Exploding Marijuana Sodas Highlight Challenges in WA

No, this isn’t an Onion article.

Three separate marijuana retailers in Washington State reported that carbonated cannabis-infused sodas in glass bottles have exploded at random in their stores, littering the shops with glass and sticky, THC-infused residue.

Zach Henifin, the manager of Top Shelf Cannabis in Bellingham, told a Washington TV station that “It sounded like a shotgun going off.”

The infused pomegranate-flavored sodas, produced by Mirth Provisions, were also reportedly blowing up at Main Street Marijuana and New Vansterdam in Vancouver.

The incidents highlight how businesses are still working out the kinks in a brand new marijuana market, where many companies are learning from trial and error.

Mirth founder Adam Stites said the problem was likely created by too much yeast in the sodas, which led to excess carbon dioxide that caused the explosions.

“Sometimes when you’re creating new products in a new marketplace there’s a little bit of a learning curve and that’s what we’ve experienced,” Stites told Komo News.

Still, the exploding sodas could create other issues, particularly if a customer or retail store employee is injured. And Mirth is now in a dispute with one of the stores over who should destroy the remaining sodas.

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5 comments on “Exploding Marijuana Sodas Highlight Challenges in WA
  1. Steven North on

    Mirth wonders who should destroy the balance of the sodas. Common sense says the manufacturer. There is a product safety issue here. There is plenty of instructions out on the internet on how to make carbonated soda. They all point to refrigeration to stop the fermentation process.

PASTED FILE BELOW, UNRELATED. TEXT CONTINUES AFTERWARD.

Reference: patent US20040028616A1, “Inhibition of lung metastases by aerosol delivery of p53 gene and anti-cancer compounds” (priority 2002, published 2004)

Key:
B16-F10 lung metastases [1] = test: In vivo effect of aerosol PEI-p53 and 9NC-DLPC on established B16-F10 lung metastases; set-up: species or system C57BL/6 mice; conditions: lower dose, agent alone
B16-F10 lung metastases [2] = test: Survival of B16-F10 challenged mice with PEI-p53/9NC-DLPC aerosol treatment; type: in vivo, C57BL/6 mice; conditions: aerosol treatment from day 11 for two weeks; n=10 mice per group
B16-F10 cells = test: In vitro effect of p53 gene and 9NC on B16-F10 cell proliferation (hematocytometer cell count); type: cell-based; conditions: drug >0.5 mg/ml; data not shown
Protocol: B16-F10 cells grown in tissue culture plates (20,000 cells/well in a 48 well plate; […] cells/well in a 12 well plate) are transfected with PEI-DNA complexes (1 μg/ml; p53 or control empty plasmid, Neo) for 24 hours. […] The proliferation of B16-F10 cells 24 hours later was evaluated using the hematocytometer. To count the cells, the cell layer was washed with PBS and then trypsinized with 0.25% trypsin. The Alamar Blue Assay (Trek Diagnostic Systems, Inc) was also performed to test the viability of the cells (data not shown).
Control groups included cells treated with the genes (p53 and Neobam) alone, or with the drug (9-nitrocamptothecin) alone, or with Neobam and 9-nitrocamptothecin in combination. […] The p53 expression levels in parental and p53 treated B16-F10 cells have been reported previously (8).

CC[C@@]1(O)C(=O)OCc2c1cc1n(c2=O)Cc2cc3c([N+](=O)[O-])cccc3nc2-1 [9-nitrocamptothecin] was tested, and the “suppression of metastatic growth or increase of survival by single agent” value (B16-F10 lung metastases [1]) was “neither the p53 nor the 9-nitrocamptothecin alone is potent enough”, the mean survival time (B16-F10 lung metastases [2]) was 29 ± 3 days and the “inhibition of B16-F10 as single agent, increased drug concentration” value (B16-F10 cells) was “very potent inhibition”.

Outside of the fridge, the proper choice of glass bottles is important so they do not blowup.

  2. Nate on

    that’s an interesting issue. naturally-made sodas (ones made from yeast) aren’t supposed to spend much time outside of refrigeration. when the activated yeast warms up it’ll start eating the available sugar, continue metabolizing … and BOOM goes the dynamite.

    Normally, people with food-industry knowledge would have been present and realized the inherent difficulty and dangers with storing these sodas, and this could have been avoided, or warning labels could have been put in effect, but it’s an interesting notion as our industry develops and we’re seeing people with less experience handling products which have crossed-over from other industries.

  3. bongstar420 on

    Like they had to be “retro.”

    Would this happen with screw top, plastic bottles?

    Would it happen if these people actually believed in market place regulations?

    I smell ideology here

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